5. U.S.Army Activ­i­ty in the U.S. Bio­log­i­cal War­fare Pro­grams, Vol­ume II, Unclas­si­fied, Feb­ru­ary 24, 1977, pp. I‑C-4–5.

6. The U.S. treaty oblig­a­tion was under the Gene­va Con­ven­tion on the Pro­hi­bi­tion ofthe Devel­op­ment, Pro­duc­tion, and Stock­pil­ing of Bac­te­ri­o­log­i­cal (Bio­log­i­cal) and Tox­in Weapons and on Their Destruc­tion, signed at Wash­ing­ton and Moscow on April 10, 1972, and pub­lished in Gene Wars, op cit., pp. 162–63. This treaty specif­i­cal­ly bound its par­ties [Arti­cle I] nev­er to “devel­op, pro­duce, or stock­pile... micro­bial or oth­er bio­log­i­cal agents, or tox­ins what­ev­er their ori­gin or method of pro­duc­tion of types and in quan­ti­ties that have no jus­ti­fi­ca­tion for pro­phy­lac­tic, pro­tec­tive or oth­er peace­ful pur­pos­es.” Thus, dan­ger­ous can­cer virus­es would be dif­fi­cult to pro­duce in “quan­ti­ties that have no jus­ti­fi­ca­tion” unless a med­ical cov­er could be found. (Piller and Yamamo­to, op. cit.).

7. Spe­cial Virus Can­cer Project Progress Report, 1972, Eti­ol­o­gy Area Nation­al Can­cer Institute,U.S. Depart­ment of Health, Edu­ca­tion, and Wel­fare (DHEW), Pub­lic Health Ser­vice, p. 33.

8. Erhard Geissler, ed., Bio­log­i­cal and Tox­in Weapons Today (New York: Oxford Uni­ver­si­ty Press, 1986), p. 22.

9. The Viral Can­cer Pro­gram Progress Report, U.S. Nation­al Insti­tutes of Health, June 1971, p. 272.

10. John Cook­son and Judith Not­ting­ham, A Sur­vey of Chem­i­cal and Bio­log­i­cal War­fare (New York: Modem Read­er, 1969), p. 82.

11. Sey­mour Hersh, Chem­i­cal and Bio­log­i­cal War­fare (New York: Bobbs-Mer­rill, 1968), p. 226.

12. The Viral Can­cer Pro­gram Progress Report, U.S. Nation­al Insti­tutes of Health, June 1977, pp. 272, 302.

13. Amer­i­can Men and Women of Sci­ence (New York: R.R. Bowk­er, 1976), p. 1097.

14. U.S. Army Activ­i­ty in the U.S. Bio­log­i­cal War­fare Pro­grams, op. cit, p. D2.

15. Hersh, op. cit., p. 128.

16. Amer­i­can Men and Women of Sci­ence (N
ew York: R.R Bowk­er, 1989), p. 358.

17. The Viral Can­cer Pro­gram Progress Report, U.S. Nation­al Insti­tutes of Health, June 1977, p. 52.

18. Ibid., p. 302.

19. Spe­cial Virus Can­cer Project Progress Report, 1972, Eti­ol­o­gy Area-Nation­al Can­cer Insti­tute, DHEW, p. 7.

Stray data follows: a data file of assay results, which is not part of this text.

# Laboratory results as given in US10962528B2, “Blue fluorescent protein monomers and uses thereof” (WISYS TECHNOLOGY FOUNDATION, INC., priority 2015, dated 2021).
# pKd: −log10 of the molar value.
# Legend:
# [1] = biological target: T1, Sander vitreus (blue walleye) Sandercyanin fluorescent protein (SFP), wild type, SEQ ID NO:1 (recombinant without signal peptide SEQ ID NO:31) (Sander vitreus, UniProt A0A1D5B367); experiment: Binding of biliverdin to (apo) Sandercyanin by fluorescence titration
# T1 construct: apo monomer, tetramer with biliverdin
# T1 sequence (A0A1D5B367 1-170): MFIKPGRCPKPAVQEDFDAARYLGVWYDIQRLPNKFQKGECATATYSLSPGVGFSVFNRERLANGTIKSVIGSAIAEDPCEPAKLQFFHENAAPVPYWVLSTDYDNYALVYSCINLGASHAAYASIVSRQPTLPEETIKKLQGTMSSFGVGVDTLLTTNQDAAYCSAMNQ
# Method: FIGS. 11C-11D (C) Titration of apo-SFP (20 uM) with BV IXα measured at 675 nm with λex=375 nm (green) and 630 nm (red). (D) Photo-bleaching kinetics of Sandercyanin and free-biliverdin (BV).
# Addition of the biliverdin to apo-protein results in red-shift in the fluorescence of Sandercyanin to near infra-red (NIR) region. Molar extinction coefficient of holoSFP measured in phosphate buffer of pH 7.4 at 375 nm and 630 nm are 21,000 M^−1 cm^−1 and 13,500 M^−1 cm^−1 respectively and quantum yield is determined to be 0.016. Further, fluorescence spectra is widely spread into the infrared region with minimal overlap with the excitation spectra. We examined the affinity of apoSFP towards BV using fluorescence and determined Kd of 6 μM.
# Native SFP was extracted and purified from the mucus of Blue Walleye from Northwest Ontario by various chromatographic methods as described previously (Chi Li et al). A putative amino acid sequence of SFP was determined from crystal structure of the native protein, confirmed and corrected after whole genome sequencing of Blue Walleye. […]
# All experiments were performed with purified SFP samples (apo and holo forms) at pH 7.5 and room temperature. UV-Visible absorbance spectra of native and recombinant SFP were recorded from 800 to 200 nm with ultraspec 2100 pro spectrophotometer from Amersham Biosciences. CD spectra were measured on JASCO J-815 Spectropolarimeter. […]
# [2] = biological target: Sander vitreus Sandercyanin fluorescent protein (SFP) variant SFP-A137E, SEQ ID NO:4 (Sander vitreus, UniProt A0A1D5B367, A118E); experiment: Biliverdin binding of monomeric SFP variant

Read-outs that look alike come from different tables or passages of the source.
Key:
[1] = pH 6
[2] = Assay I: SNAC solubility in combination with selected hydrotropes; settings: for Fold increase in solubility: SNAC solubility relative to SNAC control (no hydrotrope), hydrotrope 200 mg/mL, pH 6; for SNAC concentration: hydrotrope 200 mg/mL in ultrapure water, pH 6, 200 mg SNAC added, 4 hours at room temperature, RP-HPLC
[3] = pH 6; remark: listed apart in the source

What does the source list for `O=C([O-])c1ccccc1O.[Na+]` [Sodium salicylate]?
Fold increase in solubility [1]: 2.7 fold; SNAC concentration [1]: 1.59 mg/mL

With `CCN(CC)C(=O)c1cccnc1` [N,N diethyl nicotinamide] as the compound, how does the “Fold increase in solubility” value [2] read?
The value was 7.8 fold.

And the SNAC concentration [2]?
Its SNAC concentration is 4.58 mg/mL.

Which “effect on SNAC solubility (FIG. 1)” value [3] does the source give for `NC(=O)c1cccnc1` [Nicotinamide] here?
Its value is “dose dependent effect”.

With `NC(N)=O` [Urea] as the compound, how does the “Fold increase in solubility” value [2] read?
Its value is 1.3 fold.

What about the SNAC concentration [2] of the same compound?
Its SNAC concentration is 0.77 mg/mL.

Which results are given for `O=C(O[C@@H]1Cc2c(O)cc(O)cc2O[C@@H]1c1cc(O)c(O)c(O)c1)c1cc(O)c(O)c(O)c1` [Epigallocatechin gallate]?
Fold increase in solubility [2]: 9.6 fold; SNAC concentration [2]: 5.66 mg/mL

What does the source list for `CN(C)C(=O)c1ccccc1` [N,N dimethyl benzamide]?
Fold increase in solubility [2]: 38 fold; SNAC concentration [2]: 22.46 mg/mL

20. Cook­son and Not­ting­ham, op. cit., p. 82.

21. Ibid., p. 91.

22. U.S. Army Activ­i­ty in the U.S. Bio­log­i­cal War­fare Pro­grams, op. cit.

23. Sci­ence, Vol. 204, June 22,1979, p. 1287.

24. Spe­cial Virus Can­cer Project Progress Report, 1971, Eti­ol­o­gy Area-Nation­al Can­cer Insti­tute, DHEW, p. 114.

25. Hersh, op. cit., p. 255.

26. U.S. Army Activ­i­ty in the US. Bio­log­i­cal War­fare Pro­grams, op. cit., p. K2‑3.

27. Piller and Yamamo­to, op. cit., p. 117.

28. Hersh, op. cit., pp. 59–60.

29. U.S. Army Activ­i­ty in the US. Bio­log­i­cal War­fare Pro­grams, op. cit. p. I‑C-4.

30. Spe­cial Virus Can­cer Project Progress Report, 1971, Eti­ol­o­gy Area-Nation­al Can­cer Insti­tute, DHEW, p. 68.

31. A retro­virus is a virus whose genet­ic mate­r­i­al is com­posed of RNA instead of DNA and which must con­vert to a DNA fonn before it can repro­duce. The human immun­od­e­fi­cien­cy virus­es are retro­virus­es.

32. Sci­ence, Vol­ume 193, July 23, 1976, p. 273.

33. Ibid.

34. H. Bain­er and WJ.B. Bev­eridge, eds., Infec­tions and Immuno­sup­pres­sion in Sub­hu­man Pri­mates (Bal­ti­more: Wini­ams and Wilkins Com­pa­ny, 1970), p. 116.

35. “Pro­ceed­ings of a Can­cer Research Safe­tySym­po­sium,” DHEW Pub­li­ca­tion No. (NIH) 76–890, March 19,1975.

36. “Pro­ceed­ings of a Can­cer Research Safe­ty Sym­po­sium,” op. cit., p. 62.

37. Piller and Yamamo­to, op. cit., p. 53.

38. Hersh, Op. cit., p. 278.

39. Ibid.

40. J.B. Nielands, “Navy Alters Course at Berke­ley,” Sci­ence for the Peo­ple, Novem­ber-Decem­ber 1988, p. 11.

41. “CIA May Have Test­ed Bio­log­i­cal Weapons in New York in ’50s, Church Says,” Wash­ing­ton Post, Decem­ber 4, 1979, p. A7.

42. John Marks, The Search for the Manchuri­an Can­di­date (New York: McGraw-Hili, 1980), pp. 74–75.

43. Church Com­mit­tee Report, “Unau­tho­rized Stor­age of Tox­ic Agents” Vol. 1, pp. 189–99.